Media: Birth ordeal outside clinic

5 04 2009

In the latest indictment on the cape’s health-care centres, a teen was forced to deliver herbaby on the pavement after being turned away at a facility’s gates

March 23, 2009 Edition 1 (click here for edition 2)
SIPOKAZI MAPOSA, JADE WITTEN AND BRONWYNNE JOOSTE
Source: Cape Argus

A TEENAGER from Crossroads gave birth on the pavement outside the gates of the Guguletu Maternal Obstetrics Unit just hours after nurses discharged her, telling her she was not yet in labour.

Even when baby Yonela fell on to the pavement, security guards allegedly failed to help and the night shift nurses inside responded that the birth was not their problem since it was happening outside hospital premises.

The is the latest shocking revelation to rock the province’s state health-care services, after the Cape Argus revealed last week that a one-year-old baby had died on his grandmother’s back after she was turned away from three different health-care facilities.

Now the Western Cape Anti-Eviction Campaign is threatening legal action on behalf of little Unabantu Mali.

Mncedisi Twalo, the organisation’s provincial co-ordinator, said they would lay a charge of negligence against the city, which has authority over the Nyanga Clinic, and the provincial government, which has authority over the Guguletu Community Health Centre and the Guguletu MOU, the three health-care facilities involved.
In the latest incident to emerge, Thoko Mangena has said her three-week-old baby is lucky to be alive after her ordeal at the gates of the Guguletu MOU.

On March 3, Thoko was dis-charged with her mother, Linda Mangena, after spending 12 hours in the hospital with labour pains. The 17-year-old was told not to return until the pains intensified.

She said the news of the Mali family’s tragic experience had encouraged her to tell her story too.

Linda Mangena said that if it had not been for the help of ambulance staff and local residents who arrived soon after the birth, she feared she might have lost both her daughter and her grandchild.

“The security guards couldn’t be bothered. They kept on opening and shutting the gates, but none of them even came out to help us. Thoko gave birth immediately (when) we got to the gates. The car we hired was actually dropping us when she started to give birth. Everything happened so fast.”

She said her daughter was still on her feet.

“I just grabbed her by the shoulders to lower her body. There was no one to hold the baby so she fell on the floor. I screamed for help from the security guards to come out or call the nurses. But the way they looked at us was as if they couldn’t hear a word of my appeals.”

However, other residents did respond to her screams for help and arrived with blankets for the baby.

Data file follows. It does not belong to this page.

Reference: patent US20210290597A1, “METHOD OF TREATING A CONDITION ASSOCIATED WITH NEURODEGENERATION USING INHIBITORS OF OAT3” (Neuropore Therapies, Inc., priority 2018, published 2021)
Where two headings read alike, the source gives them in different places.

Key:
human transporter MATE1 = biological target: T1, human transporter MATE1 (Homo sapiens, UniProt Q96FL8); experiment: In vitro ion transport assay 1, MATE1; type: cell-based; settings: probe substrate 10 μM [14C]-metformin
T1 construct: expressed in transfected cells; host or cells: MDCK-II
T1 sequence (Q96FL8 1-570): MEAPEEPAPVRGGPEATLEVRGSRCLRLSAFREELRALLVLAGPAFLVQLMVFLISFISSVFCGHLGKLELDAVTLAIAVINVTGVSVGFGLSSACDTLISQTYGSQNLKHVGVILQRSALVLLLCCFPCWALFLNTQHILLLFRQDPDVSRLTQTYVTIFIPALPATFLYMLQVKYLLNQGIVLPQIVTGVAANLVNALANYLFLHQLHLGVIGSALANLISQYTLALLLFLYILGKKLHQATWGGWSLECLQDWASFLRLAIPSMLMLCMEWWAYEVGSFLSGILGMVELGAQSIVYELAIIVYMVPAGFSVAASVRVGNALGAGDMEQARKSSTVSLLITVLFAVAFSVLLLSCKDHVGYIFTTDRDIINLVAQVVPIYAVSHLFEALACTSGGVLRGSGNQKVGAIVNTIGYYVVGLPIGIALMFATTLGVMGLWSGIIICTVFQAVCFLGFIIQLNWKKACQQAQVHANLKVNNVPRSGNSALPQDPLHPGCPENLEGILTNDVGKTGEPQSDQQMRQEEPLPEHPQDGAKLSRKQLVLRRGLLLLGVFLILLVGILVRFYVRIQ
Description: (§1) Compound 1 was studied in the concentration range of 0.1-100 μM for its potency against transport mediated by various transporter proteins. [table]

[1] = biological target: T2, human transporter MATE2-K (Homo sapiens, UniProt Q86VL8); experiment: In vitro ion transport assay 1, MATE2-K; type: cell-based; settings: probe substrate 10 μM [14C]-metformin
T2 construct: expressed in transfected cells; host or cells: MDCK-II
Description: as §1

“All this time the security guards were just staring at us from the other side of the gate. They only brought a wheelchair after being ordered to do so by the ambulance staff,” Mangena said.

“It was the most horrifying experience, especially when my baby’s head bounced off the ground,” said Thoko. “I thought she was going to die.”

In respect Unabantu’s death, the Anti-Eviction Campaign’s Twalo said that if the staff at any of the three health-care centres had taken the time to examine him, “he could have been saved”.

“Their attitudes are the problem. This is what we experience from people who call themselves professionals.

“They are supposed to be responsible for everyone’s heath.” The baby had been suffering from prolonged vomiting and diarrhoea.

The organisation was to seek legal advice today from Human Rights lawyers. “The family has welcomed our support and we will be with them every step of the way until criminal prosecutions have been carried out,” Twalo said.

They would also help the baby’s grandmother, Ntombizodwa Mali, 62, who could not access her pensioner’s grant because her identity document stated that she was born in 1970.

“It has prevented her from getting her grant. There is no breadwinner in the house, the family is utterly destitute. We are with them, there to console them,” Twalo said.

Meanwhile, the Cape Metro Health Forum’s spokeswoman, Damaris Fritz, has said it is time to “seriously assess” the health-care situation in the Western Cape.

“It doesn’t seem like the Department of Health is serious about health care. They are aware of the problems, but they are not doing anything about it,” she said.

Fritz said she knew of another similar shocking incident at a health-care facility last month. After being turned away from a clinic and told to go to another one further away, the woman gave birth in the clinic’s toilets.

This weekend Fritz said she had received a call from a community member who reported that his mother had been admitted to a state facility on Saturday and was still lying on stretcher this morning.

Health MEC Marius Fransman has launched an investigation into the Mali death, warning that heads would roll should negligence be established.

At the weekend, a third family revealed that their one-month-old daughter, Somila Tshangatsha, had died after being turned away from Zibonele Clinic. She had had a raging fever but the family said a nurse had just touched her, then said she did not have a fever.

Fransman’s spokesman, Eric Ntabazalila, said his office was aware of the Mangena case after hearing the details from local leaders during a visit to the Mali home on Friday.

He had immediately called the facility manager to investigate.

“We are expecting a report today. After getting the full details of what happened we will then take things further,” Ntabazalila said.

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